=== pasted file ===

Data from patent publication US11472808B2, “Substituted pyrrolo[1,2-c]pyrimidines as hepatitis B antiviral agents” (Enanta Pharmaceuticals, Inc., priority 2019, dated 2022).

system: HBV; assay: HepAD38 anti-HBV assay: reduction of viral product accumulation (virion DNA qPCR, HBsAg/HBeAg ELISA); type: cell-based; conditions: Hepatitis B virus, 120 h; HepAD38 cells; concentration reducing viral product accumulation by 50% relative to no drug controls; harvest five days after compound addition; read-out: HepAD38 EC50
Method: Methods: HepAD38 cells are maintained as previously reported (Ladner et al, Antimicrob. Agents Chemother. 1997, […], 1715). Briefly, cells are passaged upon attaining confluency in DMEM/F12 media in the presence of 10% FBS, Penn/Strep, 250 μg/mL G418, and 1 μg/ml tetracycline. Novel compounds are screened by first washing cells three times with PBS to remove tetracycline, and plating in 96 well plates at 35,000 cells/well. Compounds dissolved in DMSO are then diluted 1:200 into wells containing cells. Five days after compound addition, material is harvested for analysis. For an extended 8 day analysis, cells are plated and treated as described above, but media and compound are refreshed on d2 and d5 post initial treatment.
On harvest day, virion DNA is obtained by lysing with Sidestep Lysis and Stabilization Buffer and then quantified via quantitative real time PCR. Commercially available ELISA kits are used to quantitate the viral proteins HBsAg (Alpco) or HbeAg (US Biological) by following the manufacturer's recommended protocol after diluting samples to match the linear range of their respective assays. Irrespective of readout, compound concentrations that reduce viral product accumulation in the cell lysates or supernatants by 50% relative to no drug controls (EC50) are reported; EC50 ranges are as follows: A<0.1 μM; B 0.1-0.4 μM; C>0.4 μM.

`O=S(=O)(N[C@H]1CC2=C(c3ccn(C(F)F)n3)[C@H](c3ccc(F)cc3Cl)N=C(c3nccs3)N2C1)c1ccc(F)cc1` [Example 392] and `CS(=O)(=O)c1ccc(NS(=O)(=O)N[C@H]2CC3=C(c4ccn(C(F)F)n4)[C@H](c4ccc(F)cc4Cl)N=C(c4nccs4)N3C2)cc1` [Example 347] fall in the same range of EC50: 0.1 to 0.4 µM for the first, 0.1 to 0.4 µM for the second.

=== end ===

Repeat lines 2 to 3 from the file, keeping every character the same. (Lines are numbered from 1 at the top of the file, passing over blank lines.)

system: HBV; assay: HepAD38 anti-HBV assay: reduction of viral product accumulation (virion DNA qPCR, HBsAg/HBeAg ELISA); type: cell-based; conditions: Hepatitis B virus, 120 h; HepAD38 cells; concentration reducing viral product accumulation by 50% relative to no drug controls; harvest five days after compound addition; read-out: HepAD38 EC50
Method: Methods: HepAD38 cells are maintained as previously reported (Ladner et al, Antimicrob. Agents Chemother. 1997, […], 1715). Briefly, cells are passaged upon attaining confluency in DMEM/F12 media in the presence of 10% FBS, Penn/Strep, 250 μg/mL G418, and 1 μg/ml tetracycline. Novel compounds are screened by first washing cells three times with PBS to remove tetracycline, and plating in 96 well plates at 35,000 cells/well. Compounds dissolved in DMSO are then diluted 1:200 into wells containing cells. Five days after compound addition, material is harvested for analysis. For an extended 8 day analysis, cells are plated and treated as described above, but media and compound are refreshed on d2 and d5 post initial treatment.